If you’re planning on staying more than 6 months you can also find long-term homes through perfect homes.

Find more Chiang Mai hotels here.

The rent will completely depend on how much you are willing or able to spend. A nice 1-bedroom AirBnB apartment can cost $500 a month. A cheap local studio without aircon can be found for $100 a month. Most expats stay in condos and studios. Baan Thai is very popular and costs around $150 per month, although wifi and electricity bills are extra, which can easily double the price per month.

Many places also rent scooters and often provide competitive deals if you’re staying there.

 

Are there any coliving places yet?

Many nomads share houses as it’s affordable and a fun way to meet people. The first coliving space in Chiang Mai, Power Coliving, has just opened. For $999 per month you get a room, scooter, cleaner, snacks, events and more. Although definitely not the cheapest option, its an easy way to settle in if money is not an issue.

Where to work?

 

Chiang Mai certainly doesn’t have a shortage of coworking spaces and cafes.

Cafes:

Most cafes are equipped with wifi and don’t usually mind you working there for hours on end as long as you buy at least a drink. Students often work in cafes, so it is not unusual to see whole groups of young students revising until late at night.

There are so many cafes with wifi in Chiang Mai, you could work at a different one every day and not repeat yourself for months. You can find a great overview at Chiang Mai Coffee Culture.

Wawee Coffee is a chain with many branches in Chiang Mai. Their iced chocolate is great and costs around 75 baht. Their wifi is fast and AIS Super wifi is available. Socket availability depends on the branch, but is not usually a problem.

Into the Woods is a fairytale themed cafe near the North Gate that’s surprisingly affordable and definitely worth a visit. Wifi can be a little hit and miss sometimes.

Wake-Up Cafe on Nimman is open 24 hours and has great coffee and cocoa. The also have cute seating pods and swing chairs.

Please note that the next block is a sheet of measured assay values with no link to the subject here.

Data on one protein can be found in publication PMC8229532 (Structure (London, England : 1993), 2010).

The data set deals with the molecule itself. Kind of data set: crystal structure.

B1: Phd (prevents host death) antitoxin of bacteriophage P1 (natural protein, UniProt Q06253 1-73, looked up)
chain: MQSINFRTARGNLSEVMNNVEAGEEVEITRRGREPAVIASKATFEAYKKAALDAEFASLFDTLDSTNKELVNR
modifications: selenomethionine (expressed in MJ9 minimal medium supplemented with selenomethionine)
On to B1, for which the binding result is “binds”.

Coworking Spaces:

 

Punspace Nimman is one of the most popular spaces and can get quite busy at times. Their wifi is great, and they are open 24 hour, offering free coffee, water and biscuits.

Punspace Tha Pae Gate is a second Punspace location providing much the same service at a bigger location east of town.

CAMP is a huge working space/cafe on top of Maya Mall in Nimman. It is very popular with students and remote workers, so make sure you get there early to get a spot. The wifi is very fast if you have access to the AIS super wifi (free when buying a compatible AIS sim card and topping up with a few dollars).

Addicted to Work is located near Maya mall and is a cosy space with flexible payment options.

Mana is tucked away on a little side street in Nimman and has reasonable daily and weekly passes that include drinks.

Starwork is relatively new and is located in the Northeast of the city, near Central Festival Mall.

If you want more in-depth info, here’s a great guide.

What and where to eat in Chiang Mai

 

Chiang Mai is every foodie’s dream. Local markets, cheap street food, Western restaurants, hipster cafes – there’s something for everyone.

The South Gate and North Gate markets are open daily from around 4 pm and have a great selection of food and drinks. Fresh fruit shakes start at 25 baht – they are so good you sometimes need two. The best shakes in town can be found at Ms, Pa’s stand at the South Gate market, she is almost a celebrity in Chiang Mai.

Chiang Mai offers many excellent vegetarian and vegan options including Morning Glory, Anchan, Taste from Heaven, Imm Aim and Free Bird Cafe.

 

Signature Dishes

The most famous Northern Thai dish is Khao Soi, a thick, yellow curry noodle soup with fried egg noodles on top. It usually contains chicken, but most places also have a veggie version. It’s always served with lime, onions and pickles, and can be pretty hot, but it is so verrrrrrry tasty. 

For fruit lovers, Chiang Mai is like heaven. You can find an array of tropical fruits for just a few dollars per kilo. Try mangosteen, rambutan, lychee, mangoes, papayas, snake fruit and, well, everything else really.

Also, don’t forget to try mango sticky rice! You’ll know why once you’ve tried it.

 

Thai Food

Thai food is diverse, flavourful and fresh. You can find excellent food on literally every corner. Don’t be afraid to try the street food, just make sure you order from a popular place. The markets are perfect for trying out different dishes, but many of the street shacks dotted around town are worth a look.

Here are just a few of our favourite restaurants:

The Burmese Place located near Anchan is very popular, incredibly cheap and offers Thai food as well as Burmese fare.

The food court in the basement of Maya mall has a great selection of different food stands.

Ongtong Noodle: located just down the road from Punspace Nimman, this is a great lunch option. Their Khao Soi is amazing, as is the butterfly pea flower juice.

Western Food

There is a huge amount of excellent western food to be found in Chiang Mai. Some of our favourite places are:

Dukes: a proper American restaurant with a huge menu and huge portions. It can be a fun place to celebrate Christmas or Thanksgiving. They have multiple branches around town.

Butter is Better: a diner in the south of the city, known for its delicious breakfasts and great mac and cheese.

Rustic and Blue: cute hipster cafe in Nimman that has lovely breakfasts and lunches. Their coffees are also excellent.